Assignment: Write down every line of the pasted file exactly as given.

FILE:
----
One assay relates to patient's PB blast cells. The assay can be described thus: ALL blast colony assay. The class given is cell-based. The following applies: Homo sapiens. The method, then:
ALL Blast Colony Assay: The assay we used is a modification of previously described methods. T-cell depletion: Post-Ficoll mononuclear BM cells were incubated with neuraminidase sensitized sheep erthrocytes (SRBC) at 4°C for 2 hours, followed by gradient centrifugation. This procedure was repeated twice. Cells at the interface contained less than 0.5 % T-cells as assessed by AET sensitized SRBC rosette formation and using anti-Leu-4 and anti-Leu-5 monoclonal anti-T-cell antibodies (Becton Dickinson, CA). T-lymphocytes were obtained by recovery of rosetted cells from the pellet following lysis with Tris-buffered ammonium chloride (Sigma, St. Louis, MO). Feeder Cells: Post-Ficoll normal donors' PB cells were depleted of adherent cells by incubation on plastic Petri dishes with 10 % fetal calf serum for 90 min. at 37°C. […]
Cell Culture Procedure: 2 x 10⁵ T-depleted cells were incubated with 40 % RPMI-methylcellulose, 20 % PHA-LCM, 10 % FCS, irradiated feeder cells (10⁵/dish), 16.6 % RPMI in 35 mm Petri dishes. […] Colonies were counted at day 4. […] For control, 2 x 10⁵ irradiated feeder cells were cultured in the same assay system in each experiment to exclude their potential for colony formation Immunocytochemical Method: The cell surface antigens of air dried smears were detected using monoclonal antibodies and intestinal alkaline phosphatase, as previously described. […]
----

One assay relates to patient's PB blast cells. The assay can be described thus: ALL blast colony assay. The class given is cell-based. The following applies: Homo sapiens. The method, then:
ALL Blast Colony Assay: The assay we used is a modification of previously described methods. T-cell depletion: Post-Ficoll mononuclear BM cells were incubated with neuraminidase sensitized sheep erthrocytes (SRBC) at 4°C for 2 hours, followed by gradient centrifugation. This procedure was repeated twice. Cells at the interface contained less than 0.5 % T-cells as assessed by AET sensitized SRBC rosette formation and using anti-Leu-4 and anti-Leu-5 monoclonal anti-T-cell antibodies (Becton Dickinson, CA). T-lymphocytes were obtained by recovery of rosetted cells from the pellet following lysis with Tris-buffered ammonium chloride (Sigma, St. Louis, MO). Feeder Cells: Post-Ficoll normal donors' PB cells were depleted of adherent cells by incubation on plastic Petri dishes with 10 % fetal calf serum for 90 min. at 37°C. […]
Cell Culture Procedure: 2 x 10⁵ T-depleted cells were incubated with 40 % RPMI-methylcellulose, 20 % PHA-LCM, 10 % FCS, irradiated feeder cells (10⁵/dish), 16.6 % RPMI in 35 mm Petri dishes. […] Colonies were counted at day 4. […] For control, 2 x 10⁵ irradiated feeder cells were cultured in the same assay system in each experiment to exclude their potential for colony formation Immunocytochemical Method: The cell surface antigens of air dried smears were detected using monoclonal antibodies and intestinal alkaline phosphatase, as previously described. […]